Kerry Underwood


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The matters dealt with in this piece are examined in great detail in my three volume, 1,300 page book Personal Injury Small Claims, Portals and Fixed Costs – price £50 and available from Underwoods Solicitors here.

Kerry Underwood offers consultancy services in relation to this and other matters and details are here.

In this, the first of a series of posts setting out brief summaries of key tribunal decisions in the last year I set out 3 decisions of the Social Entitlement Chamber (Criminal Injuries Compensation).

All of the information in all of these posts is taken directly from the Senior President of Tribunals’ Annual Report 2020, which is an invaluable and free resource dealing with all aspect of the work of tribunals as well as setting out these summaries of key cases.

The whole report can be accessed here.


Social Entitlement Chamber (Criminal Injuries Compensation) 

[2019] UKUT 15 (AAC)R (CICA) v Ft TCriminal Injuries CompensationUTJ Rowland reviewed the authorities as to whether an injury is directly attributable for a crime of violence. The Tribunal also commented that whilst a tribunal was not bound to accept an expect medical report it may consider the evidence to be compelling in the absence of any other medical evidence, but it must still give reasons. It doubted that the tribunal was required to record a dissenting view.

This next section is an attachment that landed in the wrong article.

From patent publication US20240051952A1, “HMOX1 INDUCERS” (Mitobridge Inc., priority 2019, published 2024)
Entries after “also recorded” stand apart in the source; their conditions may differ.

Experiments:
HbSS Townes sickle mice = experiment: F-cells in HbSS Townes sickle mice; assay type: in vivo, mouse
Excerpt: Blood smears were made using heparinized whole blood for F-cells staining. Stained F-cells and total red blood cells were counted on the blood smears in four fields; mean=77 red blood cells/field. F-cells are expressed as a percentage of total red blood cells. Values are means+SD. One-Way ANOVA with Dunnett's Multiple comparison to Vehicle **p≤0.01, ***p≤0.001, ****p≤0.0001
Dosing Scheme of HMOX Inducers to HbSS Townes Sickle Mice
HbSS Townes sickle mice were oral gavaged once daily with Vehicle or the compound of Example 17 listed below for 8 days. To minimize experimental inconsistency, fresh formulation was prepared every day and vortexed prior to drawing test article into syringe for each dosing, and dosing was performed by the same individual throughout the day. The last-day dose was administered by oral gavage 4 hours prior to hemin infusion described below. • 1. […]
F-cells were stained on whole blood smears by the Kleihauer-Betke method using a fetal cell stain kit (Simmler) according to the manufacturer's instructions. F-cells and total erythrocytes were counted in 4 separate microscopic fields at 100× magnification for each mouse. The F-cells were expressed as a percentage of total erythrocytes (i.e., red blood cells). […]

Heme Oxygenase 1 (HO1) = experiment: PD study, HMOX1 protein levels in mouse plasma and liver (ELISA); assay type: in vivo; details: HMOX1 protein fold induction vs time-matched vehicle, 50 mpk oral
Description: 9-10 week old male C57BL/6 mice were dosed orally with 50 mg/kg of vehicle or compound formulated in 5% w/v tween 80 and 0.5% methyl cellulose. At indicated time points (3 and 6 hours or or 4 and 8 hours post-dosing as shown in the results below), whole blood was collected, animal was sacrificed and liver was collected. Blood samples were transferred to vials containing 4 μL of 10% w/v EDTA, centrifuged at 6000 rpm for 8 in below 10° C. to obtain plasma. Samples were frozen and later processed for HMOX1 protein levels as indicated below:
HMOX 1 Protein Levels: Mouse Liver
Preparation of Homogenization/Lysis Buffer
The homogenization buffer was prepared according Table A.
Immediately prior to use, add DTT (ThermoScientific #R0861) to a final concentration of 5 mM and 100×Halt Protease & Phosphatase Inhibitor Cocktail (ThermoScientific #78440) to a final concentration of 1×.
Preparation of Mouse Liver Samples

[2019] CSOH 79Lord Advocate v F-t T (SEC)Criminal Injuries CompensationThe Outer House of the Court of Session decided that nasal bones were not part of the skull and accordingly as a matter of statutory interpretation a fracture to nasal bones was not a fracture of the skull. Giving judgement Lord Brailsford gave guidance on rule 2(2)(d) of the First-tier Tribunal (SEC) Procedure Rules 2008. The use of the special expertise of a tribunal member is intended to assist the tribunal in reaching a view on the evidence, including matters of technical difficulty or complexity within their expertise. It is not to provide evidence.

[2019] UKUT 322 (AAC)T D v Ft T and CICACriminal Injuries CompensationUTJ Markus QC quashed an interlocutory decision striking out the appellant’s appeal. The Judge highlighted errors in HMCTS administration and emphasised the importance of providing a complete and accurate appeal bundle. This error was compounded by misadvising the appellant about his right to apply for reinstatement.

Written by kerryunderwood

August 14, 2020 at 8:13 am

Posted in Uncategorized

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